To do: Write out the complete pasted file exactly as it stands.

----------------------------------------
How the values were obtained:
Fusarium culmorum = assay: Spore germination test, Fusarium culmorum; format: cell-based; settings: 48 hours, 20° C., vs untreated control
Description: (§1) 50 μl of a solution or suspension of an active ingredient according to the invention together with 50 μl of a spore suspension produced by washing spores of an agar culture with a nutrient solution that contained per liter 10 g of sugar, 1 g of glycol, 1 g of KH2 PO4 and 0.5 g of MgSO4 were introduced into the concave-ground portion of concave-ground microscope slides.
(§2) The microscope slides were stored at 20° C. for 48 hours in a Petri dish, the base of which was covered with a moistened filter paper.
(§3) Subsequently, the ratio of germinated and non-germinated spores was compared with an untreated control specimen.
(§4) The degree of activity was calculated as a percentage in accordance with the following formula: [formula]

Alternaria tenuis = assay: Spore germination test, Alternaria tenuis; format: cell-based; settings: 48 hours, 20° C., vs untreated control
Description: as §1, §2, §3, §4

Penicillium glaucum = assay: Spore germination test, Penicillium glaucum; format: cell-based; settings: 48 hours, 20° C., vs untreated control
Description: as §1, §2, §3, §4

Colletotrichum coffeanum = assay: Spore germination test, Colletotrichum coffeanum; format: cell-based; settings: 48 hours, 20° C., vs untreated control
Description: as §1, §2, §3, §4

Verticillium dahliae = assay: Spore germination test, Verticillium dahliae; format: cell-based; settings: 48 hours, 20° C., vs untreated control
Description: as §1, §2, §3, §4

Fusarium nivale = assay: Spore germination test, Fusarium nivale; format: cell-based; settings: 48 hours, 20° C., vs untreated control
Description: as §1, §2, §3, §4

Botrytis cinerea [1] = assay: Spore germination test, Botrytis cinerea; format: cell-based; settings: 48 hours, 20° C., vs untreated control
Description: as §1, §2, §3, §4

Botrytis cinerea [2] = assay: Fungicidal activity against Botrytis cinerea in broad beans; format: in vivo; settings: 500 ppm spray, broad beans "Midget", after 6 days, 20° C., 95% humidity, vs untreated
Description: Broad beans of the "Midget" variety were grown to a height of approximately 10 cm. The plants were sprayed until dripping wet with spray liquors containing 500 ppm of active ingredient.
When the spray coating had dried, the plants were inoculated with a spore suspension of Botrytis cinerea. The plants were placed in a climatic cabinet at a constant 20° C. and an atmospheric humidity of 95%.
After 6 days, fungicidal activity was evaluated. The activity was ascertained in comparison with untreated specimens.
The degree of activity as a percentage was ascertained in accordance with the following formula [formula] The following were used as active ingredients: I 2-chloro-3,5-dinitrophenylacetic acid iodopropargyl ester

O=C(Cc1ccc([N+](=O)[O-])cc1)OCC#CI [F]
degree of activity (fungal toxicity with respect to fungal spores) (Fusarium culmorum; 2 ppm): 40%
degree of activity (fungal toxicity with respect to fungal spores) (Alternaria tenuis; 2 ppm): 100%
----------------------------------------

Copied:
How the values were obtained:
Fusarium culmorum = assay: Spore germination test, Fusarium culmorum; format: cell-based; settings: 48 hours, 20° C., vs untreated control
Description: (§1) 50 μl of a solution or suspension of an active ingredient according to the invention together with 50 μl of a spore suspension produced by washing spores of an agar culture with a nutrient solution that contained per liter 10 g of sugar, 1 g of glycol, 1 g of KH2 PO4 and 0.5 g of MgSO4 were introduced into the concave-ground portion of concave-ground microscope slides.
(§2) The microscope slides were stored at 20° C. for 48 hours in a Petri dish, the base of which was covered with a moistened filter paper.
(§3) Subsequently, the ratio of germinated and non-germinated spores was compared with an untreated control specimen.
(§4) The degree of activity was calculated as a percentage in accordance with the following formula: [formula]

Alternaria tenuis = assay: Spore germination test, Alternaria tenuis; format: cell-based; settings: 48 hours, 20° C., vs untreated control
Description: as §1, §2, §3, §4

Penicillium glaucum = assay: Spore germination test, Penicillium glaucum; format: cell-based; settings: 48 hours, 20° C., vs untreated control
Description: as §1, §2, §3, §4

Colletotrichum coffeanum = assay: Spore germination test, Colletotrichum coffeanum; format: cell-based; settings: 48 hours, 20° C., vs untreated control
Description: as §1, §2, §3, §4

Verticillium dahliae = assay: Spore germination test, Verticillium dahliae; format: cell-based; settings: 48 hours, 20° C., vs untreated control
Description: as §1, §2, §3, §4

Fusarium nivale = assay: Spore germination test, Fusarium nivale; format: cell-based; settings: 48 hours, 20° C., vs untreated control
Description: as §1, §2, §3, §4

Botrytis cinerea [1] = assay: Spore germination test, Botrytis cinerea; format: cell-based; settings: 48 hours, 20° C., vs untreated control
Description: as §1, §2, §3, §4

Botrytis cinerea [2] = assay: Fungicidal activity against Botrytis cinerea in broad beans; format: in vivo; settings: 500 ppm spray, broad beans "Midget", after 6 days, 20° C., 95% humidity, vs untreated
Description: Broad beans of the "Midget" variety were grown to a height of approximately 10 cm. The plants were sprayed until dripping wet with spray liquors containing 500 ppm of active ingredient.
When the spray coating had dried, the plants were inoculated with a spore suspension of Botrytis cinerea. The plants were placed in a climatic cabinet at a constant 20° C. and an atmospheric humidity of 95%.
After 6 days, fungicidal activity was evaluated. The activity was ascertained in comparison with untreated specimens.
The degree of activity as a percentage was ascertained in accordance with the following formula [formula] The following were used as active ingredients: I 2-chloro-3,5-dinitrophenylacetic acid iodopropargyl ester

O=C(Cc1ccc([N+](=O)[O-])cc1)OCC#CI [F]
degree of activity (fungal toxicity with respect to fungal spores) (Fusarium culmorum; 2 ppm): 40%
degree of activity (fungal toxicity with respect to fungal spores) (Alternaria tenuis; 2 ppm): 100%